Environmental studies is a multidisciplinary, integrative study of a broad range of environmental issues. Environmental science (such as climatology or conservation biology) is one aspect. But environmental studies also brings together the spectrum of foci that are necessary to solve, evaluate, comprehend, and communicate environmental issues. Thus, environmental studies includes sciences, economics, government, policy, history, humanities, art, film, ethics, philosophy, and writing.
For students to engage contemporary environmental issues, they must obtain expertise in the area of their major and gain broader perspectives in environmental studies through a set of introductory and elective courses that increase the breadth of their understanding to complement their specialty. The aim of the program is to graduate students who have both a specialty and breadth of perspective so that they can interpret environmental information; understand the linkages to social, political, or ethical issues; and formulate well-reasoned opinions.
Environmental studies is also offered as a linked major.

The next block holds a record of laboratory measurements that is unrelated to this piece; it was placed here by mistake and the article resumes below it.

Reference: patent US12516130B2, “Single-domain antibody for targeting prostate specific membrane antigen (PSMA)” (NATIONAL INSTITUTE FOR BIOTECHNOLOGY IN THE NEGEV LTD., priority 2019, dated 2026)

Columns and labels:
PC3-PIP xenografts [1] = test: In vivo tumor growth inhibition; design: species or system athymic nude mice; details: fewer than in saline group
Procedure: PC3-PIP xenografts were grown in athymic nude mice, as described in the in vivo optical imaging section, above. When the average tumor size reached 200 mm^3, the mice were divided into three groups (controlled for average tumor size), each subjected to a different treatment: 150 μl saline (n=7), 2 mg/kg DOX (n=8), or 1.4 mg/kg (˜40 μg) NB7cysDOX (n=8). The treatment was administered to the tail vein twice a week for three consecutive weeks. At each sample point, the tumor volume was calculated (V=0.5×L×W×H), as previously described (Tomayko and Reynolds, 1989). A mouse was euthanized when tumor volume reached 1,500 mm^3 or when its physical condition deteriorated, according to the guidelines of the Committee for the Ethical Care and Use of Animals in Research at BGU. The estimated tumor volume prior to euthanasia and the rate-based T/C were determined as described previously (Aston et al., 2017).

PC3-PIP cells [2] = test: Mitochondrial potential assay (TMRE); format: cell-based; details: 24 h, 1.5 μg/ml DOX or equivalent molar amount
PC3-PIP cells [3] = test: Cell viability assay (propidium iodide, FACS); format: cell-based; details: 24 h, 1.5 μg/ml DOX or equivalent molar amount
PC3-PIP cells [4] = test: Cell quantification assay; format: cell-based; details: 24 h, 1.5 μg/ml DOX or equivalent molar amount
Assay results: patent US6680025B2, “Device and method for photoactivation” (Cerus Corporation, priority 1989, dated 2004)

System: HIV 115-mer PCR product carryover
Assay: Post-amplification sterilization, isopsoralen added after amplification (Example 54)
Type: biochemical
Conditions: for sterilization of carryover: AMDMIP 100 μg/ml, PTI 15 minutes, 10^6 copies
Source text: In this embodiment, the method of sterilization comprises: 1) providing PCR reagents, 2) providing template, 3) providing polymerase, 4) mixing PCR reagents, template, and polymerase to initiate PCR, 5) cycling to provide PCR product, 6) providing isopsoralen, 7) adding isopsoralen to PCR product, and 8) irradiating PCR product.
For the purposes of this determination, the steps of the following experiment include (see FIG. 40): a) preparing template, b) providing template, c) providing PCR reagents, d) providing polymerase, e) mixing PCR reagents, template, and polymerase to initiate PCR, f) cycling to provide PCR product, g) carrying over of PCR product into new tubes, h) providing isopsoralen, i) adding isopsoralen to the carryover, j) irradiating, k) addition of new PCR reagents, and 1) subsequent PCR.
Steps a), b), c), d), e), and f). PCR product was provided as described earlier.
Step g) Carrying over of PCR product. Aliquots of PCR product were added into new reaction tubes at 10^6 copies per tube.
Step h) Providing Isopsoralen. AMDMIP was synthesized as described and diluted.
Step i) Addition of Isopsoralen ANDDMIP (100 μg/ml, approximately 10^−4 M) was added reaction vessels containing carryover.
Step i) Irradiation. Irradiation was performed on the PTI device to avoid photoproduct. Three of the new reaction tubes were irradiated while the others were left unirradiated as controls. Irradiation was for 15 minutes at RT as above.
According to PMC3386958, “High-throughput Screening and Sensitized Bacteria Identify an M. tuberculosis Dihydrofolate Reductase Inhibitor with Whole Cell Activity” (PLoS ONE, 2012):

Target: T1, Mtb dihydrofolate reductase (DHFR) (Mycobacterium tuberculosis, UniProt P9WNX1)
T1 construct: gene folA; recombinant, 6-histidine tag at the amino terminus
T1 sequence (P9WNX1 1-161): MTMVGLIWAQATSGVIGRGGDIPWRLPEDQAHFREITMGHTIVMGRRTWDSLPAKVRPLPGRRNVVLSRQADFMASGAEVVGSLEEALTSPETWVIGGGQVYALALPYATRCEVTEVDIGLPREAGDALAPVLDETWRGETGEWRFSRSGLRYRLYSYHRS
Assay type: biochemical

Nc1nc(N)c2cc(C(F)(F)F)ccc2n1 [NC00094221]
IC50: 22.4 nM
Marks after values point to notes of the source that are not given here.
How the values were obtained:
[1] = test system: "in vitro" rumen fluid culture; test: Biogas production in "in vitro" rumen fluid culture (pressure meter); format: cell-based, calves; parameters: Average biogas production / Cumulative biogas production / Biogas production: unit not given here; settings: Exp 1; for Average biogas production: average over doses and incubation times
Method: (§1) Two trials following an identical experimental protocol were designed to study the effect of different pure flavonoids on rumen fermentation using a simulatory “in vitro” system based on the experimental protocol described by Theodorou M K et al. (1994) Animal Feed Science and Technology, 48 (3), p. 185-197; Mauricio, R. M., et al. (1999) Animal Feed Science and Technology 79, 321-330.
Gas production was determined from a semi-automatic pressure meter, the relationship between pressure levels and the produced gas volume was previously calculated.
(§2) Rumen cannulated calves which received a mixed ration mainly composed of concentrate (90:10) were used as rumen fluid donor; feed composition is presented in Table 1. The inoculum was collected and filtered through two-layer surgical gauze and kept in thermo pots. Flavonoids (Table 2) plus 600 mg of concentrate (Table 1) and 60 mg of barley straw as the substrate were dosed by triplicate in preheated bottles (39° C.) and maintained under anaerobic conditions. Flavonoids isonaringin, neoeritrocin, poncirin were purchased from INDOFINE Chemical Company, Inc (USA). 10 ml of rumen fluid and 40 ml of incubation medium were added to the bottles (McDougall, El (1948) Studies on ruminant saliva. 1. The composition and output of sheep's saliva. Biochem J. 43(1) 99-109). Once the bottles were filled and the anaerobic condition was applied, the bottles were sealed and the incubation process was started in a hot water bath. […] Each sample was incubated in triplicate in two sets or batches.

Admission to the Minor
No admission requirements.
The minor is granted for a minimum of seven credits:
- Either a 4 or 5 on the Environmental Science AP Exam or one of the following introductory courses: BIOL197, E&ES197, ENVS197, OR E&ES199.
- Plus six elective courses related to the environment as follows:
- Three must come from one department
- The courses must come from three departments or programs
- The courses must come from two divisions
- One course must be at the 300 level or higher
- Courses that may count toward the six electives are ENVS courses at the 200 level or higher, plus other courses listed here.
Barry Chernoff, Director
284 High Street, x2452
Laurie Kenney, Administrative Assistant
284 High Street, x3733